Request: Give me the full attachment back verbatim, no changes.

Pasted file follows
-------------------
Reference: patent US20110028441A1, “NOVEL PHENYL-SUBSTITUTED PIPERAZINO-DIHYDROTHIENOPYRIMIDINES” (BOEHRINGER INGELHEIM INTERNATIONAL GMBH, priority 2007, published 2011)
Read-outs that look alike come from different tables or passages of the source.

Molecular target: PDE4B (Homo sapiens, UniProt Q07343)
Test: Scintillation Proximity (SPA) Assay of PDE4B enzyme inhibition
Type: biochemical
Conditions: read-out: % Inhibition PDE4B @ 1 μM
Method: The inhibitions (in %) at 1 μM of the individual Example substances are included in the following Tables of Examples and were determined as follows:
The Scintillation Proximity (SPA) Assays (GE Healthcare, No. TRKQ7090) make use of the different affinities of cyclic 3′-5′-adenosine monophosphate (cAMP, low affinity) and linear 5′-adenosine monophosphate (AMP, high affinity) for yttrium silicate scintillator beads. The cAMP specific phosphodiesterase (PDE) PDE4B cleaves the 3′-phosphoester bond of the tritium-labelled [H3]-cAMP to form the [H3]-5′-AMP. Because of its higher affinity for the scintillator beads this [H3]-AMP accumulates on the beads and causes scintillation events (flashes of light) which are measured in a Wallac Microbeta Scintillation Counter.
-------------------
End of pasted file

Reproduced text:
Reference: patent US20110028441A1, “NOVEL PHENYL-SUBSTITUTED PIPERAZINO-DIHYDROTHIENOPYRIMIDINES” (BOEHRINGER INGELHEIM INTERNATIONAL GMBH, priority 2007, published 2011)
Read-outs that look alike come from different tables or passages of the source.

Molecular target: PDE4B (Homo sapiens, UniProt Q07343)
Test: Scintillation Proximity (SPA) Assay of PDE4B enzyme inhibition
Type: biochemical
Conditions: read-out: % Inhibition PDE4B @ 1 μM
Method: The inhibitions (in %) at 1 μM of the individual Example substances are included in the following Tables of Examples and were determined as follows:
The Scintillation Proximity (SPA) Assays (GE Healthcare, No. TRKQ7090) make use of the different affinities of cyclic 3′-5′-adenosine monophosphate (cAMP, low affinity) and linear 5′-adenosine monophosphate (AMP, high affinity) for yttrium silicate scintillator beads. The cAMP specific phosphodiesterase (PDE) PDE4B cleaves the 3′-phosphoester bond of the tritium-labelled [H3]-cAMP to form the [H3]-5′-AMP. Because of its higher affinity for the scintillator beads this [H3]-AMP accumulates on the beads and causes scintillation events (flashes of light) which are measured in a Wallac Microbeta Scintillation Counter.